Imbert: Gardens, as opposed to landscape or parks as a landscape, I think are ultimately decorative, but there is a function which changes, you know with the War and people growing things in their gardens for use and using their garden as a spatial outdoors apartment. I think that’s important. Although the plants change, its not construction, the construction means.
Kerb: Is there a contradiction in the rejection of ornament and yet its manifestation in the garden and is the garden then obsolete?
Imbert: Probably, in a certain way. I mean this is ultra decoration. It’s like the people who commissioned their gardens had their clothes designed by artists, their cars matching their clothes, their garden matching their interior. It’s interesting that as they were doing that they were commissioning modernist villas which were unornamented and kind of pristine, but inside they would put their collections of impressionist paintings, so you always have this kind of tension I think. The garden is not at all progressive. Garden design is always behind; I think that’s basically the problem, no matter what. I mean even Le Corbusier came 15 or 20 years after painting, so there is always this lag.
Kerb: How was the modernist vision of the landscape any more equitable than the Olmstedian one - the idea of the park being the way to clean up the city and bringing open space to everyone compared with Corbu’s visions which were similar: the building resting above the ground etc., yet ultimately the only forms that were expressed in modernist things were decorative and associated with ornament, so it bypassed its own agenda in a way.
Imbert: Yes, but the whole field of [landscape design] was behind [architecture]. You have to wait for the parks to come up with it and those maybe are trying to be more social, although there is an underlying factor in all those public parks. - don’t want to quote Olmsted because I know - very little about his stuff, but all the public parks were usually to control the masses as opposed to just giving them a nice urban space as a way to keep them quiet.
Kerb: Moving on to America, landscape architects such as Eckbo, Kiley and Rose seem to stylistically embrace this modernism. However, did the idealism of European modernistic vision fit in with American capitalism?
Imbert: I think Eckbo particularly was more idealistic than the Europeans. He didn’t do any of those things for rich people; I mean he did of course, design gardens for rich people but he had a much more progressive agenda than [the Europeans] did. He, in fact, refused the traditional kinds of gardens, the formal design of visual composition and proposed a real spatial garden and dealt with function and where trees were supposed to be. It was sort of formal but they diverted, I think, the French formalism and moved off beyond this book which is on the 1925 Paris Exposition, the Guevrekian gar- den etc., but I think they knew about it as images; you know they thought it was interesting. The zig zag came out of it. They were just kind of ideas. The French formal garden was Le Notre, the Versailles stuff. I think, well Kiley moved into more architectural circles; he got in with Saarinen and later Kevin Roche. He was always the architects’ favourite landscape architect so he didn’t have to hassle for any- thing. He did a few expensive residences for rich people. Rose kind of moved out of it: he wrote some very important articles (Pencil Points/Progressive Architecture) which made quite an impact on the profession. Eckbo had this whole thing with the Farm Administration doing workers’ housing: landscaping for all those houses during the depression when all the workers came to California to pick grapes and oranges and was probably a ‘Commie’. He probably had trouble with the McCarthy administration. So he was certainly not marred by capitalism, but maybe reacted to it, so don’t think that would be a problem. He certainly had a social view into the landscape.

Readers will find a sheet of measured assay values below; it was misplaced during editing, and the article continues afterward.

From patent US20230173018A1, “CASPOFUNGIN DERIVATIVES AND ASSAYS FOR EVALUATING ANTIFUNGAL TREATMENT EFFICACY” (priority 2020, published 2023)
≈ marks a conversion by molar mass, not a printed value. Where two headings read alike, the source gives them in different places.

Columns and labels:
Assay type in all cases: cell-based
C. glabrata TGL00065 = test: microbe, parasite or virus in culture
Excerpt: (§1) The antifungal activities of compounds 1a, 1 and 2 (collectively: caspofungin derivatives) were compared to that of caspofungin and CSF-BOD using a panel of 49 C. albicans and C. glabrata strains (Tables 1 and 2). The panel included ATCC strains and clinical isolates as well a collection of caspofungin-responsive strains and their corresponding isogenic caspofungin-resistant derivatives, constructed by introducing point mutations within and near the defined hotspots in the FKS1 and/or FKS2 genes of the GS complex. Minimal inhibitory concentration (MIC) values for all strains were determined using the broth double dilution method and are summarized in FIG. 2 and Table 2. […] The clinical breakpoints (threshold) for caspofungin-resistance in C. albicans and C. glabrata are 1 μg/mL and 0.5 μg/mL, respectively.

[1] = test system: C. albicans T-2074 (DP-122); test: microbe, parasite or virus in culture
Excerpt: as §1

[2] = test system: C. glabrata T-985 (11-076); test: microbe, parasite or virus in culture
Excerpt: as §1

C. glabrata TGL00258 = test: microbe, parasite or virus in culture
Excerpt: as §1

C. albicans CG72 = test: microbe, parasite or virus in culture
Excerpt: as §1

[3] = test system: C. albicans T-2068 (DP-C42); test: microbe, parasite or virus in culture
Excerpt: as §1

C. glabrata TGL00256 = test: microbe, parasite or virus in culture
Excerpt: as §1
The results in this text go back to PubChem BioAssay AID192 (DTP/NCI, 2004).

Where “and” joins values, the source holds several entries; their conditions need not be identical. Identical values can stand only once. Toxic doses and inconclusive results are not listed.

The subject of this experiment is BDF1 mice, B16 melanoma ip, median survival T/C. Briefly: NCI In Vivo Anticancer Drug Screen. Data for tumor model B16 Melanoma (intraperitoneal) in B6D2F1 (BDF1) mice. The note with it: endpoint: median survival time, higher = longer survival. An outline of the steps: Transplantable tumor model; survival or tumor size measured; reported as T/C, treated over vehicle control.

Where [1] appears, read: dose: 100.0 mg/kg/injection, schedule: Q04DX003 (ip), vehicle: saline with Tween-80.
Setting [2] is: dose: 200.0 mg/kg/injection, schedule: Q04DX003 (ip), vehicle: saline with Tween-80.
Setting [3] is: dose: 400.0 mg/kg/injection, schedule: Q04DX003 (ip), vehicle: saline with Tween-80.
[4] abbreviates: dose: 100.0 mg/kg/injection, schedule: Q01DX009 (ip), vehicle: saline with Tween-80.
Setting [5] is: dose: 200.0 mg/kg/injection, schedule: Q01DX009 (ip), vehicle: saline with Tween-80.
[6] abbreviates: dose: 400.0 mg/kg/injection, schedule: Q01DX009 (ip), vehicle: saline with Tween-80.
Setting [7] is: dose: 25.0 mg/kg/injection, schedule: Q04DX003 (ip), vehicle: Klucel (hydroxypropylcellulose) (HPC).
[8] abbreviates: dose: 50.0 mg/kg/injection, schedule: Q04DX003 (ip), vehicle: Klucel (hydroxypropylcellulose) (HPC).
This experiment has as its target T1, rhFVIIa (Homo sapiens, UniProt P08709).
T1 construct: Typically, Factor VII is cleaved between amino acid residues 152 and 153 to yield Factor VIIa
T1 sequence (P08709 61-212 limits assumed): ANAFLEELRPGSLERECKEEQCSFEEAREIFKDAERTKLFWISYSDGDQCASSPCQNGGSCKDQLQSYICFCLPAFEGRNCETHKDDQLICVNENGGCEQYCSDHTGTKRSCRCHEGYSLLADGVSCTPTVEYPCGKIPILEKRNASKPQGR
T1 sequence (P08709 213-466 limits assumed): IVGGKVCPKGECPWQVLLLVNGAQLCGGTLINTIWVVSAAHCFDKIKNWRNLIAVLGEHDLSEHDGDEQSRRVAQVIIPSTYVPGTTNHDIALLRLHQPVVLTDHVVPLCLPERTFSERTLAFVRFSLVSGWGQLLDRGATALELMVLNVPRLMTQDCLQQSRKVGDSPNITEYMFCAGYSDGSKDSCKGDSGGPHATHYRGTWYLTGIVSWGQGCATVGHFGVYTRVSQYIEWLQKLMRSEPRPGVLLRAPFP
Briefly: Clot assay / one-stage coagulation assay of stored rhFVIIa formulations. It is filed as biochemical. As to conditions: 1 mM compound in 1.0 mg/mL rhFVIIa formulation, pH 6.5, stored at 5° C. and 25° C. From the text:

Kerb: It’s interesting that modernism had an agenda where they could have these ideologies which somehow conflicted with their clients yet their style was so ‘in’ that that subverted the whole process in a way.
Imbert: Well I think that their idea was that to get the masses you had to start at the top, who could afford to and had the intellectual capacity… I mean if you look at the Villa Savoie today it looks completely mind-boggling: this is an object from outer space. I don’t know if it would get built today; maybe it would but this is 1929 and Corbu would go for these things for the intellectual elite who happened to be the ones with the bucks. So you’re right, it is a strange way to promote this mass thing; going through the rich guys. This is kind of contradictory.